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Chinese fighter jets cross Taiwan Strait median line amid US official visit

Chinese warplanes intrude on Taiwan's airspace as US health secretary makes historic visit

J-11 fighter jets. (YouTube screenshot)

J-11 fighter jets. (YouTube screenshot)

TAIPEI (Taiwan News) — Chinese fighter jets crossed over the median line of the Taiwan Strait and into the country's airspace on Monday morning (Aug. 10), one day after U.S. Health and Human Services (HHS) Secretary Alex Azar landed in Taiwan.

At 4:48 p.m. on Sunday (Aug. 9), Azar and the delegation, which was aboard a U.S. Air Force C-40B aircraft, touched down at Taipei's Songshan Airport. Azar's trip to Taiwan marks the first by an American HHS head and the first by a U.S. Cabinet-level official since 2014.

The Ministry of National Defense's Air Force Command Headquarters on Monday announced that Shenyang J-11 and Chengdu J-10 fighter jets belonging to the (PLAAF) crossed the median line of the Taiwan Strait, the unofficial airspace boundary between the two countries, for a brief period at 9 a.m. on Monday morning. After the PLAAF fighters ignored a verbal warning, Taiwanese aircraft swiftly intercepted the warplanes and drove them away from Taiwan's airspace.

The Air Force stated that the "PLAAF jets' deliberate intrusion and destruction of the current situation in the Taiwan Strait have seriously undermined regional security and stability." The Air Force then emphasized that it was fully aware of the dynamics of the territorial sea and airspace around the Taiwan Strait and "can respond appropriately to changes in the enemy's disposition to maintain the security of the homeland."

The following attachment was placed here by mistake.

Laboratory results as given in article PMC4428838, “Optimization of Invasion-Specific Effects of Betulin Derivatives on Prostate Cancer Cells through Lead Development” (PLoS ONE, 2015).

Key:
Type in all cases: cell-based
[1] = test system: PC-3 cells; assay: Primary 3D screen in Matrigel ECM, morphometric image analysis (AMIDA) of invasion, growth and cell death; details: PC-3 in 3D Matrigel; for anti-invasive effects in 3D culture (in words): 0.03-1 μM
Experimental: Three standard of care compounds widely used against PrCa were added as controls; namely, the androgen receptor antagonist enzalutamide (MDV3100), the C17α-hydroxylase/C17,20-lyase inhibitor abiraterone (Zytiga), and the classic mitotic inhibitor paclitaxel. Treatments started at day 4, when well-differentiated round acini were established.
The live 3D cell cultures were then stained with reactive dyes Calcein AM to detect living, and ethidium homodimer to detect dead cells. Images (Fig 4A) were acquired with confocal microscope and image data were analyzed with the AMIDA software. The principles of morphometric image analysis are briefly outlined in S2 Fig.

When news broke on Aug. 5 that Azar was planning to visit Taiwan, Chinese Foreign Ministry spokesman Wang Wenbin (汪文斌) told the media that Beijing had lodged “solemn complaints" with Washington over the visit and claimed that Taiwan is “the most important and sensitive issue in China-U.S. relations.” He then called on the U.S. to end all forms of official contact with Taiwan in order to “avoid serious damage to China-U.S. relations and peace and stability across the Taiwan Strait."

Azar's trip to Taiwan is the highest-level visit by a U.S. official since Washington severed diplomatic relations with Taipei in 1979. The health secretary's trip has been facilitated by the Taiwan Travel Act, which was passed in 2018 and calls for reciprocal visits by officials of both countries "at all levels."